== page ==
Post-Partum/ Post-Pregnancy Thyroiditis
The body and immune system go through enormous changes post-delivery of a baby, and changes in how mothers feel is common. Post-partum thyroid dysfunction is very common, especially so in the following groups:
Very High Risk and should be routinely monitored Previous episode of post-partum thyroiditis have thyroid disease such as Hashimoto's thyroiditis or take thyroid hormone replacement
High risk and monitoring recommended
type 1 diabetes mellitus chronic hepatitis C Positive thyroid peroxidase antibodies Previous autoimmune non-thyroid disease
Increased risk, consider monitoring systemic lupus erythematosis (SLE) had gestational diabetes mellitus if there is a family member with thyroid disease, whether autoimmune or not
if there is a family member with a non-thyroid autoimmune condition.
Post-partum thyroiditis can easily be missed, or mis-diagnosed, often as depression. It is essential to have a clinical assessment and blood test to diagnose it, and consider the differential diagnoses, such as Graves' thyrotoxicosis or toxic adenoma.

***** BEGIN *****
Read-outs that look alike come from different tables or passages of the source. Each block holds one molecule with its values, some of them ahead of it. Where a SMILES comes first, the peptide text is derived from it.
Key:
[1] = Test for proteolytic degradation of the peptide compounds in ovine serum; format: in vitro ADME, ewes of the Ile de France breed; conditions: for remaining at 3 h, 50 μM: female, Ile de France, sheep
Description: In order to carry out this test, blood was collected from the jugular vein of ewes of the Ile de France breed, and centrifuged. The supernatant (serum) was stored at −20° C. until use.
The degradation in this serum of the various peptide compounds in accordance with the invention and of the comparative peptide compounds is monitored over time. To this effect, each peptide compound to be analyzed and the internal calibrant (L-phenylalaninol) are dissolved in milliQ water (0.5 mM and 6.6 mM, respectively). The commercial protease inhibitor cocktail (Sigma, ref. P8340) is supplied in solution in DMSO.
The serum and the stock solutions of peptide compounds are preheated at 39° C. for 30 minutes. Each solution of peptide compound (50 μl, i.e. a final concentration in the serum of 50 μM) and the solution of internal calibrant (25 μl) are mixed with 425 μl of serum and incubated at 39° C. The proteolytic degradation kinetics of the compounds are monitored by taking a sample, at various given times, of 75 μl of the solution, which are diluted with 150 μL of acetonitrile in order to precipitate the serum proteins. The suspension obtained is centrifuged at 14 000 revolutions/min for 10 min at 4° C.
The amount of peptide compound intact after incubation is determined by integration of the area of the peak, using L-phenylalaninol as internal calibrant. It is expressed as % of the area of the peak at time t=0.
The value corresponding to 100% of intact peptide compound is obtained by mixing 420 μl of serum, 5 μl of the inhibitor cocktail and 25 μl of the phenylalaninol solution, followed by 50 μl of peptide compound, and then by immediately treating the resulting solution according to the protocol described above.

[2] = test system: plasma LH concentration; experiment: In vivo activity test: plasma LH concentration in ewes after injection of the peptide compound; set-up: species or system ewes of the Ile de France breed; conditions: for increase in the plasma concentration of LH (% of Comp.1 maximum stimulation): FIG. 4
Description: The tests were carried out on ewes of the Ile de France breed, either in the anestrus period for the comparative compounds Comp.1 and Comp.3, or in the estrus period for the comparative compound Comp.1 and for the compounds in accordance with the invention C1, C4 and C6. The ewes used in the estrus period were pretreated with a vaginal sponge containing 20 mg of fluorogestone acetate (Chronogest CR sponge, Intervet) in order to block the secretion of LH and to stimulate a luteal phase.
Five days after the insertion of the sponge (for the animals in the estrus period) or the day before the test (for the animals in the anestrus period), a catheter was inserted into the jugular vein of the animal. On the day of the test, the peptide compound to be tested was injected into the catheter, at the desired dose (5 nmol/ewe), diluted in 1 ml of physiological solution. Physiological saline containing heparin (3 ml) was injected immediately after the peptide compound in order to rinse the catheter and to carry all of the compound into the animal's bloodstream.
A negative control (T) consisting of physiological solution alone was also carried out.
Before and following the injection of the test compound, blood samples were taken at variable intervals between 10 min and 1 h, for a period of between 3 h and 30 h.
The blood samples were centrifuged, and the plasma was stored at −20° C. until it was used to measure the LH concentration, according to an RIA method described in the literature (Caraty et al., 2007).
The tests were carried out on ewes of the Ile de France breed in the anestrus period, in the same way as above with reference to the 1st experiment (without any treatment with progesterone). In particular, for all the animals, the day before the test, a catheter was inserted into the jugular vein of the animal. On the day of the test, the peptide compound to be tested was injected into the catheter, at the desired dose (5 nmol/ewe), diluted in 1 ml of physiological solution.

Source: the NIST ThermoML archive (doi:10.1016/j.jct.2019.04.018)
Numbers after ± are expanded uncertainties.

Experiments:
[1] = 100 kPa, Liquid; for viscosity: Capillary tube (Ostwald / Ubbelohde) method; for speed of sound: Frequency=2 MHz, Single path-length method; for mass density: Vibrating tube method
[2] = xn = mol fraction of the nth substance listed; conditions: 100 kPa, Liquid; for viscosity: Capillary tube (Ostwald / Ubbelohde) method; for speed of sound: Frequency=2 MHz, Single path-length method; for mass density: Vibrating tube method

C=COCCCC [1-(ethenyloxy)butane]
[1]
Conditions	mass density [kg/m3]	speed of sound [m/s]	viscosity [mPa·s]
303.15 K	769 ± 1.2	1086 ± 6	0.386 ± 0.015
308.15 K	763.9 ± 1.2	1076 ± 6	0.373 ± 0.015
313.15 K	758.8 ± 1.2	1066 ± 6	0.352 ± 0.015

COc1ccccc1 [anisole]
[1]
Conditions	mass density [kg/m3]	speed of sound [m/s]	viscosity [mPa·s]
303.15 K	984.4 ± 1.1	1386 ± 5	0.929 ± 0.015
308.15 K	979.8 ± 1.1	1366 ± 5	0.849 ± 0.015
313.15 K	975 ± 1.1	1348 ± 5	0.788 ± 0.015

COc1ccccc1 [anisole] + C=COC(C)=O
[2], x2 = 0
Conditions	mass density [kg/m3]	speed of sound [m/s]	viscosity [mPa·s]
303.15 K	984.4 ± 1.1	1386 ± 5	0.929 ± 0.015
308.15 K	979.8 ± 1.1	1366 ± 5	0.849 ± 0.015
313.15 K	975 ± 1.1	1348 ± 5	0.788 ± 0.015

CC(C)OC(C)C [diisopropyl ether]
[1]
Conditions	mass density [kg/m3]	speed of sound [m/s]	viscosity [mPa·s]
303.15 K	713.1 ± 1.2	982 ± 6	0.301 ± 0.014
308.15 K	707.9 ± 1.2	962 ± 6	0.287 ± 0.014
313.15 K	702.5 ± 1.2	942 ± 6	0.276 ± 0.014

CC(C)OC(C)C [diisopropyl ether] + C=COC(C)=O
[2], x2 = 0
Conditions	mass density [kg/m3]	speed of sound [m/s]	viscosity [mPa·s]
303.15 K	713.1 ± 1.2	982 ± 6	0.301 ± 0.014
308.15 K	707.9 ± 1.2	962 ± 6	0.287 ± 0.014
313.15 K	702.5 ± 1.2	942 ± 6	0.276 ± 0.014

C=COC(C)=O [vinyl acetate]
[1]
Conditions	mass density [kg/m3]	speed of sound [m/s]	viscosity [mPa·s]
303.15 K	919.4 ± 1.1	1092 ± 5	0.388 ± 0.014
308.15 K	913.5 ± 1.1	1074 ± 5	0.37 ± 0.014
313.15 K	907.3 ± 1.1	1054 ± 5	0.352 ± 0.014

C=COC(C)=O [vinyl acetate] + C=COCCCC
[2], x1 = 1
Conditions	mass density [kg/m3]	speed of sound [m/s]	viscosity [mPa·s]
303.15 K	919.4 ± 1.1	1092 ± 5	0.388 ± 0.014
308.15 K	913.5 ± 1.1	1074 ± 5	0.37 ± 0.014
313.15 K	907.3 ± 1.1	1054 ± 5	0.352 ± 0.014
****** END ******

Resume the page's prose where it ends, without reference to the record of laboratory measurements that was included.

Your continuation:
It can cause problems caring for and bonding with the baby, difficulties in breast feeding and if undiagnosed can cause difficulties for subsequent pregnancies, especially if the mother was to conceive and carry with undiagnosed and untreated hypothyroidism.
If you, or a patient has any symptoms that could be attributable to thyroid dysfunction in the year after delivery it is important to be checked. If you or your patient are part fo the higher right groups you might consider routine monitoring as above, and/ or arrange a review with an endocrinologist and LondonSwissMedical would be happy to advise you.
This post does not constitute personal medical advice, please seek specific advice from your doctor or make an appointment with the doctors at LondonSwissMedical.